Stocks plunged last week amid signs the U.S. economy is slowing and speculation that Europe will fail to contain its sovereign-debt crisis. Reports on manufacturing and consumer spending trailed economists’ forecasts.
The U.S. cut, announced after the close of trading in New York, was prompted by rising public debt and “greater policymaking uncertainty,” S&P said. The U.S. has the top credit rating at both Moody’s Investors Service and Fitch Ratings.
Sticking With Treasuries
Buffett said he doesn’t rely on the views of ratings firms when buying and selling securities. Berkshire is the biggest shareholder of Moody’s Corp.
Money managers BlackRock, the world’s biggest asset management firm, Western Asset Management Co., the bond unit of Baltimore-based Legg Mason, and Northern Trust Corp. have said the S&P’s rating cut won’t change their view of Treasuries.
Peter Fisher, head of fixed income at BlackRock, said Treasuries remain the most liquid and transparent investments even after they were downgraded by S&P. The U.S. will probably maintain that position over the next years, he said.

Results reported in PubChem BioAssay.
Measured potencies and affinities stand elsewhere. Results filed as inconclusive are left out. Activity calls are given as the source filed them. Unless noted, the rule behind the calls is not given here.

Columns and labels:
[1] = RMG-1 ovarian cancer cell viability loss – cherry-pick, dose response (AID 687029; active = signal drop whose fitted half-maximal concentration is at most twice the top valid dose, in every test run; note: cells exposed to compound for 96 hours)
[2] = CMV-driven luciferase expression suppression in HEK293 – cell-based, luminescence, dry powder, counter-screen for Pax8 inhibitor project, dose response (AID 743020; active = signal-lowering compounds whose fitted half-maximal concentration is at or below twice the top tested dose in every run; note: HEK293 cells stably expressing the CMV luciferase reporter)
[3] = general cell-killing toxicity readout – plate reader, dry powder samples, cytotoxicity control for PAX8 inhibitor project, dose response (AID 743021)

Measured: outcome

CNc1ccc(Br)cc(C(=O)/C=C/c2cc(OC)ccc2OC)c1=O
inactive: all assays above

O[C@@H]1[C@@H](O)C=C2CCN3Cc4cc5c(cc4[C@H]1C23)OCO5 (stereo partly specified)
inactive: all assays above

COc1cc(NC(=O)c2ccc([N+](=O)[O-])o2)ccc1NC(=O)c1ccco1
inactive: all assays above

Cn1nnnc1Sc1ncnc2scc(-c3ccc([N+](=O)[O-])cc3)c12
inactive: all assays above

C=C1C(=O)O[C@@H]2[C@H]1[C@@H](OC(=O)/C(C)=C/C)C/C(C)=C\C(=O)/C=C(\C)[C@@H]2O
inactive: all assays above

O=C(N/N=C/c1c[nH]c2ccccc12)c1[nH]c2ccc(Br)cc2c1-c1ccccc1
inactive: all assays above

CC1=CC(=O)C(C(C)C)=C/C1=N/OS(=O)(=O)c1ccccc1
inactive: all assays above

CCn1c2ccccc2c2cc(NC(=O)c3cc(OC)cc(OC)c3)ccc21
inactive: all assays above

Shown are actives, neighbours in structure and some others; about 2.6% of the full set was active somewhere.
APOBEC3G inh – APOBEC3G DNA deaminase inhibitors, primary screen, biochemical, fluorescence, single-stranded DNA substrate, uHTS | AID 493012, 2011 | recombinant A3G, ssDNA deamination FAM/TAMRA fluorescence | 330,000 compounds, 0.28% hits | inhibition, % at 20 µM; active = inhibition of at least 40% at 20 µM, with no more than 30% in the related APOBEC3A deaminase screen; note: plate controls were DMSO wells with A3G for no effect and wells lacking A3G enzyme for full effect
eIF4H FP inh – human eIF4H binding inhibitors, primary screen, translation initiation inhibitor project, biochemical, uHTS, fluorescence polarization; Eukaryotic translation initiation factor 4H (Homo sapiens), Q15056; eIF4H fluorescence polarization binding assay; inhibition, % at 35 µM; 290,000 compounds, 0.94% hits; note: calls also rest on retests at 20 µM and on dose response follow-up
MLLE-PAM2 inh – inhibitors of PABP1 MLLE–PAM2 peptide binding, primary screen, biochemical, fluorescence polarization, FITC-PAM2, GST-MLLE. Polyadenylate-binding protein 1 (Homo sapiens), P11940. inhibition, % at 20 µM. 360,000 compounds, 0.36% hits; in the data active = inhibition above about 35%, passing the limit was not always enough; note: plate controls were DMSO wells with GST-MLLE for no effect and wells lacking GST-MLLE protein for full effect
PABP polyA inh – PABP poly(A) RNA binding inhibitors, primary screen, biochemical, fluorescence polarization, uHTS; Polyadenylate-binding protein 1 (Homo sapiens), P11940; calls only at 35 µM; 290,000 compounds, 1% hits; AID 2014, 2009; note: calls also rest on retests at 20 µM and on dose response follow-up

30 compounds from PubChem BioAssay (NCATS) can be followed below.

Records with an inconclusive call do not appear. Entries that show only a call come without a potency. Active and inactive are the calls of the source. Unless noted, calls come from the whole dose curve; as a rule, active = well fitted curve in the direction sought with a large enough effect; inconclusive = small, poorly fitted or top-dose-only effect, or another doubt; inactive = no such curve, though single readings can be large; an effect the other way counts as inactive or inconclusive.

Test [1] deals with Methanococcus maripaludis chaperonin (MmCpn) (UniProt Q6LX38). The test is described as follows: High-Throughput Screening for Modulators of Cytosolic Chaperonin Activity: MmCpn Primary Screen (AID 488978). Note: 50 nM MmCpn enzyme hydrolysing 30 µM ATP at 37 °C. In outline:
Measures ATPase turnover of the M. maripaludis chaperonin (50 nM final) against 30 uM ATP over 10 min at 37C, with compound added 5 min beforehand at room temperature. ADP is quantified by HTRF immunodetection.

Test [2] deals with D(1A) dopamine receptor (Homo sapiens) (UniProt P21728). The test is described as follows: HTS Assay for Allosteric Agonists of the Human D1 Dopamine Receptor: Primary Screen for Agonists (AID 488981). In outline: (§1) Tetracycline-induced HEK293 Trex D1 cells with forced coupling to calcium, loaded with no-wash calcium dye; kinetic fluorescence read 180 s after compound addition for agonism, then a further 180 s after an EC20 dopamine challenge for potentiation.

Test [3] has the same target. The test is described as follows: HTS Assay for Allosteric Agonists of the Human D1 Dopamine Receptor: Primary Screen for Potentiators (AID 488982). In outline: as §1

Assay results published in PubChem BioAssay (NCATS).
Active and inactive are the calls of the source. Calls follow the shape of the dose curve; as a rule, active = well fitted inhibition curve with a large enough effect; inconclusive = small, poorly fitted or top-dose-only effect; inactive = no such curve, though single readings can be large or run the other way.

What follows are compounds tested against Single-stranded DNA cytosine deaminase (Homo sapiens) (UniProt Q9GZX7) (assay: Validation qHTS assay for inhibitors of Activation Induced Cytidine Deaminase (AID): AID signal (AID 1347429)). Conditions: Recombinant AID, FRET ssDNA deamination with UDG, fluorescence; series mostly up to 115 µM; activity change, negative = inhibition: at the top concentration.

“The fact of the downgrade won’t change in the near term how we use and think of U.S. Treasuries,” Fisher said in a phone interview from New York. Treasuries “will still be the hedging vehicles of choice,” for investors looking to reduce risk in their portfolios, he said.
Moody’s and Fitch affirmed their AAA credit ratings on Aug. 2, the day President Barack Obama signed a bill that ended the debt-ceiling impasse that pushed the Treasury to the brink of default.
The S&P downgrade won’t have an impact on money-market funds as the ratings company didn’t lower the top grade it gives to U.S. short-term debt, Fisher said. Money funds are required to keep 97 percent of assets in top-rated short-term securities under Rule 2a-7 of the Investment Company Act of 1940
Stephen Walsh, chief investment officer at Western Asset, said that funds at the firm won’t change the way they invest because of the downgrade.
“Our conversations with central banks and foreign investors show that they won’t view Treasuries differently,” Walsh said in an interview.
Gross said if the U.S. wants to revive the economy by using government spending, it needs to target investment, not consumption.
“We need to become more productive as a global exporter,” Gross said.